Nyege Nyege festival leaves thousands of tourists yearning for more

At least 15,000 people gathered on the banks of River Nile to attend the annual Nyege Nyege Festival.

The festival attracted local, regional and international tourists who enjoyed a rich menu of music, art, dance and drama alongside traditional dishes and refreshments.

First launched in 2015, the event aimed to promote crude musicians and artists who are yet to make it to the national or even international scene.

However, due to popular demand, Nyege Nyege now blends both up-and-coming artistes with experienced and popular stage masters to suit the diverse audience.

In 2019, the Uganda Investment Authority estimated that 13,000 people attended the event, with 10,000 coming from within Uganda while the rest were foreigners.

In 2022, the number rose to about 15,000 attendees, with 3,000 coming from Kenya and 2,000 being international guests.

Nyege has boosted local businesses in form accommodation, restaurants, bars, inns as well as tourism activities such as camping, kayaking, bungee jumping and boat cruises.

This year’s Nyege Nyege which ended without any security incident on Sunday came amidst controversy as the US and UK warned citizens not to attend.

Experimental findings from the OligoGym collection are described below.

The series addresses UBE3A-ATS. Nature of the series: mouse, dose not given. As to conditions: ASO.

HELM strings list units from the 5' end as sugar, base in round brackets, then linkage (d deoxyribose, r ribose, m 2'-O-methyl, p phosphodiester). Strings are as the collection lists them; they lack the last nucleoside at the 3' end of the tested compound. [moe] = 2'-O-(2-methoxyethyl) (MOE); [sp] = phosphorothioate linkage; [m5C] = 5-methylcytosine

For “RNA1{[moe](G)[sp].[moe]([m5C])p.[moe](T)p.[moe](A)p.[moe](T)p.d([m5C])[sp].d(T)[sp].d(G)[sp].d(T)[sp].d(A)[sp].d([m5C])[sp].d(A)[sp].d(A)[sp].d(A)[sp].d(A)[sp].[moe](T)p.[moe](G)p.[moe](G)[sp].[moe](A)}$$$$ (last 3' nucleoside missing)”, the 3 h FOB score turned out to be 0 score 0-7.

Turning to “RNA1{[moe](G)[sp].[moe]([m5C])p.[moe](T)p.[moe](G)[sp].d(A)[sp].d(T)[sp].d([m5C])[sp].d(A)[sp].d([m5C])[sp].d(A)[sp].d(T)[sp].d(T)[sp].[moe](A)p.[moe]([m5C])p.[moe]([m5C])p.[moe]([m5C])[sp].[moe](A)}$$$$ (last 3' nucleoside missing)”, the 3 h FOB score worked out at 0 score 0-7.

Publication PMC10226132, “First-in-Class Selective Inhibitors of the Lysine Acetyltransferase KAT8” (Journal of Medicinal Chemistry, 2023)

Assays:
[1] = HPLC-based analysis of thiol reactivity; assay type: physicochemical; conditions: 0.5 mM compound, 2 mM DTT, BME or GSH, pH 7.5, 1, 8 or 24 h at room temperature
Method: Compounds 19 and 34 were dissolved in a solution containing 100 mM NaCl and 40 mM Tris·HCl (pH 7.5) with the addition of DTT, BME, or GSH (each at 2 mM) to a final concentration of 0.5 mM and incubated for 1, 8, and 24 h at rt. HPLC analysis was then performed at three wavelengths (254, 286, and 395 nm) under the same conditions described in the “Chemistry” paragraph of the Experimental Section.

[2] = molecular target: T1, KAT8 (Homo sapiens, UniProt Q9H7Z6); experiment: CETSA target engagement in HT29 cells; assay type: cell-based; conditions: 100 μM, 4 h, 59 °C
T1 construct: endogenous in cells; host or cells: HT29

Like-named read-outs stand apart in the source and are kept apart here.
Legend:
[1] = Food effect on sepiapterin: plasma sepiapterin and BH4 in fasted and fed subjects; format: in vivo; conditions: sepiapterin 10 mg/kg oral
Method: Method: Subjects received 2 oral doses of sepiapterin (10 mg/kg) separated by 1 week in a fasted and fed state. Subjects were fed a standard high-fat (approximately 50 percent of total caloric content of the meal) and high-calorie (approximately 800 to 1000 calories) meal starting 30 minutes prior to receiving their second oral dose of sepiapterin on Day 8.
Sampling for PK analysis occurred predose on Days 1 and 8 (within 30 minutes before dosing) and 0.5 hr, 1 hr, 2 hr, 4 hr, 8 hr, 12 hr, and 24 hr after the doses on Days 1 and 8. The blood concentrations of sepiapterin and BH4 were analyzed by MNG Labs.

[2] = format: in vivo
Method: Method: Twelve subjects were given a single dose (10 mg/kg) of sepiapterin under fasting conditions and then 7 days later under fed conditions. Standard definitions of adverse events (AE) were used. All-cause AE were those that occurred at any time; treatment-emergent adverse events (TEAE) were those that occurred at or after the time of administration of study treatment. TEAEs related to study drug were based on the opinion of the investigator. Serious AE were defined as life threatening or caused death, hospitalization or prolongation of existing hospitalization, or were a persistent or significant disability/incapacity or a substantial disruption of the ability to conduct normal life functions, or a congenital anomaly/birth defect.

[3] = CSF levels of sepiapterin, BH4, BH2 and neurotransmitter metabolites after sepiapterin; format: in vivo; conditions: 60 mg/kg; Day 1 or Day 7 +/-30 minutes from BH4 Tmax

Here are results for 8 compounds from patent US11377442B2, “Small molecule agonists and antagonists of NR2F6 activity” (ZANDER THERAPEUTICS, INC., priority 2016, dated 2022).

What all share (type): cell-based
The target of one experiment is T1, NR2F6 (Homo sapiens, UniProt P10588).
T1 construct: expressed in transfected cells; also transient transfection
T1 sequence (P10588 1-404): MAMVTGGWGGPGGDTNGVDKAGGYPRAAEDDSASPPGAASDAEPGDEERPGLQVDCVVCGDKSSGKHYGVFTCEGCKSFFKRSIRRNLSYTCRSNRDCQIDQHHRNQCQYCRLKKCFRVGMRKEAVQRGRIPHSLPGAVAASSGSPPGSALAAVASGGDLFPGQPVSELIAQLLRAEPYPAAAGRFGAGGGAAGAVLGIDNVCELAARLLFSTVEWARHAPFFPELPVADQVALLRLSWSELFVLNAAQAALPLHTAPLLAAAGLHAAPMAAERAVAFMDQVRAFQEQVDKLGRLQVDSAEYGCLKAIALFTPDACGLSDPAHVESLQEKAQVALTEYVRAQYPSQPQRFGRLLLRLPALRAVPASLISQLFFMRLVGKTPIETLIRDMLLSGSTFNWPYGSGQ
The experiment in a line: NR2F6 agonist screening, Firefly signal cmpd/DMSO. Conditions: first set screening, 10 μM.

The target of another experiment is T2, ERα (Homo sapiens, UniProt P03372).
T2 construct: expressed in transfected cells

However, President Yoweri Museveni assured attendees of advanced security, hence the high turnout.

“Within Uganda, the security forces are guarding the pre-prepared public functions like the Nyege Nyege,” Museveni said before the event.

Available data indicates that in 2019, about 50 small and medium enterprises took part in the Nyege Nyege, with the number growing to 75 in 2022. This gave the country an opportunity to make extra income in form of taxes.

To sum it up, Nyege Nyege was an event for the East African country to showcase the delicious rolex, a no-time bound street food made using chapatti, omelette and vegetables.

Hundreds of tourists could be seen munching on the tasty rolex as they moved around the festival venue while enjoying the cool breeze from the source of the longest river on the continent (and probably the world) – The Nile.

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